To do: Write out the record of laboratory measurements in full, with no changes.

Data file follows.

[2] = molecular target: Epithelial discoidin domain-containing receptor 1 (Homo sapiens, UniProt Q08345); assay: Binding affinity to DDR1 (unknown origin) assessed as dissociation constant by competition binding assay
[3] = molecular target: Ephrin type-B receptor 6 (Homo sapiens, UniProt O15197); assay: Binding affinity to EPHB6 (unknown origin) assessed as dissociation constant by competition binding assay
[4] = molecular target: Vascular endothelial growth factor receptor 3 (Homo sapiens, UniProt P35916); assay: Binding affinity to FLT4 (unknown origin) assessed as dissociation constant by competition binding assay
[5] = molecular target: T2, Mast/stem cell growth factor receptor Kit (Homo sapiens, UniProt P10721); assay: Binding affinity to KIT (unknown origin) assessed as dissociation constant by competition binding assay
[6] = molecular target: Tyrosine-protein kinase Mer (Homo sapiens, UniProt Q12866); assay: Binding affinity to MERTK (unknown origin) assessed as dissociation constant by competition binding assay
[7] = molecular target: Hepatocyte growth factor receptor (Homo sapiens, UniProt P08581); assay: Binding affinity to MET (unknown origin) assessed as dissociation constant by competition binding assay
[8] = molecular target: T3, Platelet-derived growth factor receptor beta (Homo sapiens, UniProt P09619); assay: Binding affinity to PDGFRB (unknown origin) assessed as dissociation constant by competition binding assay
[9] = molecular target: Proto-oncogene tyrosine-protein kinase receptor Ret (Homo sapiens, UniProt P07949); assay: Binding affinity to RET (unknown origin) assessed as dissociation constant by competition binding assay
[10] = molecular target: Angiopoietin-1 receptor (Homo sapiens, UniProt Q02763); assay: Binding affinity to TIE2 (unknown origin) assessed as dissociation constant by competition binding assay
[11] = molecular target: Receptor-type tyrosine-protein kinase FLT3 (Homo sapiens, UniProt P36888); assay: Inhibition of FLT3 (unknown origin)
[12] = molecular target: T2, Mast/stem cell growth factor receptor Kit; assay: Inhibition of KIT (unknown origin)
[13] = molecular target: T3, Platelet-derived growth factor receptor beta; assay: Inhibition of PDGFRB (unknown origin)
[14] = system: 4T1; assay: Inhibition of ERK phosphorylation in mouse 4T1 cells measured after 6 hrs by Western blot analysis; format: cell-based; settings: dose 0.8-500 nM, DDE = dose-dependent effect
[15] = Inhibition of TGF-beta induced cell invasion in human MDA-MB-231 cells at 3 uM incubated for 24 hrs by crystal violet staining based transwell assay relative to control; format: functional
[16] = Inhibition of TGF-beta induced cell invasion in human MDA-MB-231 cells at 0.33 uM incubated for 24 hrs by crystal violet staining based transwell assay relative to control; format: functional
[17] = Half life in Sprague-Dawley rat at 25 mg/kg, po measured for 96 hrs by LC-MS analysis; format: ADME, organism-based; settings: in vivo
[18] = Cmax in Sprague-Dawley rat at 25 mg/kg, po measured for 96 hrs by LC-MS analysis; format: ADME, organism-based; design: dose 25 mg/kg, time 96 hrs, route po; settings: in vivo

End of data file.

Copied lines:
[2] = molecular target: Epithelial discoidin domain-containing receptor 1 (Homo sapiens, UniProt Q08345); assay: Binding affinity to DDR1 (unknown origin) assessed as dissociation constant by competition binding assay
[3] = molecular target: Ephrin type-B receptor 6 (Homo sapiens, UniProt O15197); assay: Binding affinity to EPHB6 (unknown origin) assessed as dissociation constant by competition binding assay
[4] = molecular target: Vascular endothelial growth factor receptor 3 (Homo sapiens, UniProt P35916); assay: Binding affinity to FLT4 (unknown origin) assessed as dissociation constant by competition binding assay
[5] = molecular target: T2, Mast/stem cell growth factor receptor Kit (Homo sapiens, UniProt P10721); assay: Binding affinity to KIT (unknown origin) assessed as dissociation constant by competition binding assay
[6] = molecular target: Tyrosine-protein kinase Mer (Homo sapiens, UniProt Q12866); assay: Binding affinity to MERTK (unknown origin) assessed as dissociation constant by competition binding assay
[7] = molecular target: Hepatocyte growth factor receptor (Homo sapiens, UniProt P08581); assay: Binding affinity to MET (unknown origin) assessed as dissociation constant by competition binding assay
[8] = molecular target: T3, Platelet-derived growth factor receptor beta (Homo sapiens, UniProt P09619); assay: Binding affinity to PDGFRB (unknown origin) assessed as dissociation constant by competition binding assay
[9] = molecular target: Proto-oncogene tyrosine-protein kinase receptor Ret (Homo sapiens, UniProt P07949); assay: Binding affinity to RET (unknown origin) assessed as dissociation constant by competition binding assay
[10] = molecular target: Angiopoietin-1 receptor (Homo sapiens, UniProt Q02763); assay: Binding affinity to TIE2 (unknown origin) assessed as dissociation constant by competition binding assay
[11] = molecular target: Receptor-type tyrosine-protein kinase FLT3 (Homo sapiens, UniProt P36888); assay: Inhibition of FLT3 (unknown origin)
[12] = molecular target: T2, Mast/stem cell growth factor receptor Kit; assay: Inhibition of KIT (unknown origin)
[13] = molecular target: T3, Platelet-derived growth factor receptor beta; assay: Inhibition of PDGFRB (unknown origin)
[14] = system: 4T1; assay: Inhibition of ERK phosphorylation in mouse 4T1 cells measured after 6 hrs by Western blot analysis; format: cell-based; settings: dose 0.8-500 nM, DDE = dose-dependent effect
[15] = Inhibition of TGF-beta induced cell invasion in human MDA-MB-231 cells at 3 uM incubated for 24 hrs by crystal violet staining based transwell assay relative to control; format: functional
[16] = Inhibition of TGF-beta induced cell invasion in human MDA-MB-231 cells at 0.33 uM incubated for 24 hrs by crystal violet staining based transwell assay relative to control; format: functional
[17] = Half life in Sprague-Dawley rat at 25 mg/kg, po measured for 96 hrs by LC-MS analysis; format: ADME, organism-based; settings: in vivo
[18] = Cmax in Sprague-Dawley rat at 25 mg/kg, po measured for 96 hrs by LC-MS analysis; format: ADME, organism-based; design: dose 25 mg/kg, time 96 hrs, route po; settings: in vivo